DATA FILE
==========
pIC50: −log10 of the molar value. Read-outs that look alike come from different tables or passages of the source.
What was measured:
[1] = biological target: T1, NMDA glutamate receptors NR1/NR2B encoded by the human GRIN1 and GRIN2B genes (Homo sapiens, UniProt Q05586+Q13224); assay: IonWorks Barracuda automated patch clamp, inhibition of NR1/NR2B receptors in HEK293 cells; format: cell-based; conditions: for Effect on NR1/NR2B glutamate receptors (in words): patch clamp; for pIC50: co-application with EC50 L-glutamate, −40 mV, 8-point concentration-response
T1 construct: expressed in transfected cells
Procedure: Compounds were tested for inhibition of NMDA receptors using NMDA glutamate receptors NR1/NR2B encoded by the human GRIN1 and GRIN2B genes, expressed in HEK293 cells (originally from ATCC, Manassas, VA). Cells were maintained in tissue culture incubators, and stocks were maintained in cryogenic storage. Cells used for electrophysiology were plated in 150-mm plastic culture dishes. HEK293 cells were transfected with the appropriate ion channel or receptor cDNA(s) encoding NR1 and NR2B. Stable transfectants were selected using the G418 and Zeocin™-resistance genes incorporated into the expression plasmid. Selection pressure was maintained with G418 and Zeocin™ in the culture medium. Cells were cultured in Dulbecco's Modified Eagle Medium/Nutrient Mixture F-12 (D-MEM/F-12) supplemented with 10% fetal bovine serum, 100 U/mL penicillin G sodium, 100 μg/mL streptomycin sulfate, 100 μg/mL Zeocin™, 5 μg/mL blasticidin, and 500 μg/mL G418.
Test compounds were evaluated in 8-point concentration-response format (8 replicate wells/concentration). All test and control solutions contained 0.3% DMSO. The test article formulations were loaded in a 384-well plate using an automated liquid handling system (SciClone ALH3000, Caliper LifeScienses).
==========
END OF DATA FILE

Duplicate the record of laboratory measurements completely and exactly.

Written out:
pIC50: −log10 of the molar value. Read-outs that look alike come from different tables or passages of the source.
What was measured:
[1] = biological target: T1, NMDA glutamate receptors NR1/NR2B encoded by the human GRIN1 and GRIN2B genes (Homo sapiens, UniProt Q05586+Q13224); assay: IonWorks Barracuda automated patch clamp, inhibition of NR1/NR2B receptors in HEK293 cells; format: cell-based; conditions: for Effect on NR1/NR2B glutamate receptors (in words): patch clamp; for pIC50: co-application with EC50 L-glutamate, −40 mV, 8-point concentration-response
T1 construct: expressed in transfected cells
Procedure: Compounds were tested for inhibition of NMDA receptors using NMDA glutamate receptors NR1/NR2B encoded by the human GRIN1 and GRIN2B genes, expressed in HEK293 cells (originally from ATCC, Manassas, VA). Cells were maintained in tissue culture incubators, and stocks were maintained in cryogenic storage. Cells used for electrophysiology were plated in 150-mm plastic culture dishes. HEK293 cells were transfected with the appropriate ion channel or receptor cDNA(s) encoding NR1 and NR2B. Stable transfectants were selected using the G418 and Zeocin™-resistance genes incorporated into the expression plasmid. Selection pressure was maintained with G418 and Zeocin™ in the culture medium. Cells were cultured in Dulbecco's Modified Eagle Medium/Nutrient Mixture F-12 (D-MEM/F-12) supplemented with 10% fetal bovine serum, 100 U/mL penicillin G sodium, 100 μg/mL streptomycin sulfate, 100 μg/mL Zeocin™, 5 μg/mL blasticidin, and 500 μg/mL G418.
Test compounds were evaluated in 8-point concentration-response format (8 replicate wells/concentration). All test and control solutions contained 0.3% DMSO. The test article formulations were loaded in a 384-well plate using an automated liquid handling system (SciClone ALH3000, Caliper LifeScienses).